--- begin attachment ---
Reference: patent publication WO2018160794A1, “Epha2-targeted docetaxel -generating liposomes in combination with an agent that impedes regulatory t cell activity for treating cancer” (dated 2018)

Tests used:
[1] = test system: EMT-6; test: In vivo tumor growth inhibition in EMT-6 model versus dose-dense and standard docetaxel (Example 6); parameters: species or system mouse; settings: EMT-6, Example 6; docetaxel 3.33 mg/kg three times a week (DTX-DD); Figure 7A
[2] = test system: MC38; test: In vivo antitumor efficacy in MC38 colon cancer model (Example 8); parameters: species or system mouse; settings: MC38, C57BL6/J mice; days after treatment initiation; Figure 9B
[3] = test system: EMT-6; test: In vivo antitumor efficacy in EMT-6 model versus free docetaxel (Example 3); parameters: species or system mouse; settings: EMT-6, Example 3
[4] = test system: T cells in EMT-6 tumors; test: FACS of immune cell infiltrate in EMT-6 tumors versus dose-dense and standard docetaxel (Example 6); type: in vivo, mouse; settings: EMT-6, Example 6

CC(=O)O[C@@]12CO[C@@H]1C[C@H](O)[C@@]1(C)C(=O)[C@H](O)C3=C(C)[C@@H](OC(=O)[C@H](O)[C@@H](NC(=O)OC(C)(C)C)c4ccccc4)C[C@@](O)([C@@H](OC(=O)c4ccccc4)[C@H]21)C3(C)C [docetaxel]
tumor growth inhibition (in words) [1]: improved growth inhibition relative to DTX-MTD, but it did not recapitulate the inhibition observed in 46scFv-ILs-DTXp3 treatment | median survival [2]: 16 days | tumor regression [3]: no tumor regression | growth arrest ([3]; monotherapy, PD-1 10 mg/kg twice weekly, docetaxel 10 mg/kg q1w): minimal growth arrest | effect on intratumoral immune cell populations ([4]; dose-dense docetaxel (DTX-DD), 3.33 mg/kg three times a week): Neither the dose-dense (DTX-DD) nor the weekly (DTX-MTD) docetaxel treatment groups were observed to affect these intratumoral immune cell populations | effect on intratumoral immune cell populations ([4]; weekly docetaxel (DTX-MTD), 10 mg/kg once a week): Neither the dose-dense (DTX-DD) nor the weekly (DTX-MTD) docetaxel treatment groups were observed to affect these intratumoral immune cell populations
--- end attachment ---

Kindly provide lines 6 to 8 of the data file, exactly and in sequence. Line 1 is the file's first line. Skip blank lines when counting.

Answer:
[4] = test system: T cells in EMT-6 tumors; test: FACS of immune cell infiltrate in EMT-6 tumors versus dose-dense and standard docetaxel (Example 6); type: in vivo, mouse; settings: EMT-6, Example 6

CC(=O)O[C@@]12CO[C@@H]1C[C@H](O)[C@@]1(C)C(=O)[C@H](O)C3=C(C)[C@@H](OC(=O)[C@H](O)[C@@H](NC(=O)OC(C)(C)C)c4ccccc4)C[C@@](O)([C@@H](OC(=O)c4ccccc4)[C@H]21)C3(C)C [docetaxel]
tumor growth inhibition (in words) [1]: improved growth inhibition relative to DTX-MTD, but it did not recapitulate the inhibition observed in 46scFv-ILs-DTXp3 treatment | median survival [2]: 16 days | tumor regression [3]: no tumor regression | growth arrest ([3]; monotherapy, PD-1 10 mg/kg twice weekly, docetaxel 10 mg/kg q1w): minimal growth arrest | effect on intratumoral immune cell populations ([4]; dose-dense docetaxel (DTX-DD), 3.33 mg/kg three times a week): Neither the dose-dense (DTX-DD) nor the weekly (DTX-MTD) docetaxel treatment groups were observed to affect these intratumoral immune cell populations | effect on intratumoral immune cell populations ([4]; weekly docetaxel (DTX-MTD), 10 mg/kg once a week): Neither the dose-dense (DTX-DD) nor the weekly (DTX-MTD) docetaxel treatment groups were observed to affect these intratumoral immune cell populations